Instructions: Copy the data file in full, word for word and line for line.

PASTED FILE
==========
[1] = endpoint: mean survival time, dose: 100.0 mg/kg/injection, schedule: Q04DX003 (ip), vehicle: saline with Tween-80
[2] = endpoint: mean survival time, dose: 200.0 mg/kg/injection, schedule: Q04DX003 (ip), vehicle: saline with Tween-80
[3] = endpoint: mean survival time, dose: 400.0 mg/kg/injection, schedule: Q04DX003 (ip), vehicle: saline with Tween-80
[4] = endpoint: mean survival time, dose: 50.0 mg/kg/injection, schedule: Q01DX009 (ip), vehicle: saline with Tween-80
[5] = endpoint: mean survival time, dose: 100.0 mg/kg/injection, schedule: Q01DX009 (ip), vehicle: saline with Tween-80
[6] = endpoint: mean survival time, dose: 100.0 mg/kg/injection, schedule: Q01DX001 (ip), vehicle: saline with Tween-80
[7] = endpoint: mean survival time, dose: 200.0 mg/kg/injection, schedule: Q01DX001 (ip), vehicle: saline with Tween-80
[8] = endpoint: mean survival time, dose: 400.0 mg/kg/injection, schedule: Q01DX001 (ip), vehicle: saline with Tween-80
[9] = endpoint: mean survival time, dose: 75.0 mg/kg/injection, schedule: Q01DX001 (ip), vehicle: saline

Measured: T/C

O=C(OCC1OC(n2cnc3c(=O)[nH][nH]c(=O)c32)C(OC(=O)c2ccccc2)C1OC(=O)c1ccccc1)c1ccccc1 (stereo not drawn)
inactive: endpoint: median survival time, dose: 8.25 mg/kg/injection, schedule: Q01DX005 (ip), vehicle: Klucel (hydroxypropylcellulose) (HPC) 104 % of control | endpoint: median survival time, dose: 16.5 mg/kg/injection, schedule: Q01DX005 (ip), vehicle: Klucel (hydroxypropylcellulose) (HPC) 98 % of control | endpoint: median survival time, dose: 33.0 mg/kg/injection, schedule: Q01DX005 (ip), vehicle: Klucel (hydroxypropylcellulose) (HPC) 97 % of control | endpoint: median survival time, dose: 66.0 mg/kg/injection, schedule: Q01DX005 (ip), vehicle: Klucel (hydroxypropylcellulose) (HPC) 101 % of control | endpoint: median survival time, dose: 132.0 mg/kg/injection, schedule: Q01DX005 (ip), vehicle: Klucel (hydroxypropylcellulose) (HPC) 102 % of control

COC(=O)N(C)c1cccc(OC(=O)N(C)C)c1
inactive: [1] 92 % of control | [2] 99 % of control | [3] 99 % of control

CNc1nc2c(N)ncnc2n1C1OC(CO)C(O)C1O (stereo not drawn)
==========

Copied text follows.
[1] = endpoint: mean survival time, dose: 100.0 mg/kg/injection, schedule: Q04DX003 (ip), vehicle: saline with Tween-80
[2] = endpoint: mean survival time, dose: 200.0 mg/kg/injection, schedule: Q04DX003 (ip), vehicle: saline with Tween-80
[3] = endpoint: mean survival time, dose: 400.0 mg/kg/injection, schedule: Q04DX003 (ip), vehicle: saline with Tween-80
[4] = endpoint: mean survival time, dose: 50.0 mg/kg/injection, schedule: Q01DX009 (ip), vehicle: saline with Tween-80
[5] = endpoint: mean survival time, dose: 100.0 mg/kg/injection, schedule: Q01DX009 (ip), vehicle: saline with Tween-80
[6] = endpoint: mean survival time, dose: 100.0 mg/kg/injection, schedule: Q01DX001 (ip), vehicle: saline with Tween-80
[7] = endpoint: mean survival time, dose: 200.0 mg/kg/injection, schedule: Q01DX001 (ip), vehicle: saline with Tween-80
[8] = endpoint: mean survival time, dose: 400.0 mg/kg/injection, schedule: Q01DX001 (ip), vehicle: saline with Tween-80
[9] = endpoint: mean survival time, dose: 75.0 mg/kg/injection, schedule: Q01DX001 (ip), vehicle: saline

Measured: T/C

O=C(OCC1OC(n2cnc3c(=O)[nH][nH]c(=O)c32)C(OC(=O)c2ccccc2)C1OC(=O)c1ccccc1)c1ccccc1 (stereo not drawn)
inactive: endpoint: median survival time, dose: 8.25 mg/kg/injection, schedule: Q01DX005 (ip), vehicle: Klucel (hydroxypropylcellulose) (HPC) 104 % of control | endpoint: median survival time, dose: 16.5 mg/kg/injection, schedule: Q01DX005 (ip), vehicle: Klucel (hydroxypropylcellulose) (HPC) 98 % of control | endpoint: median survival time, dose: 33.0 mg/kg/injection, schedule: Q01DX005 (ip), vehicle: Klucel (hydroxypropylcellulose) (HPC) 97 % of control | endpoint: median survival time, dose: 66.0 mg/kg/injection, schedule: Q01DX005 (ip), vehicle: Klucel (hydroxypropylcellulose) (HPC) 101 % of control | endpoint: median survival time, dose: 132.0 mg/kg/injection, schedule: Q01DX005 (ip), vehicle: Klucel (hydroxypropylcellulose) (HPC) 102 % of control

COC(=O)N(C)c1cccc(OC(=O)N(C)C)c1
inactive: [1] 92 % of control | [2] 99 % of control | [3] 99 % of control

CNc1nc2c(N)ncnc2n1C1OC(CO)C(O)C1O (stereo not drawn)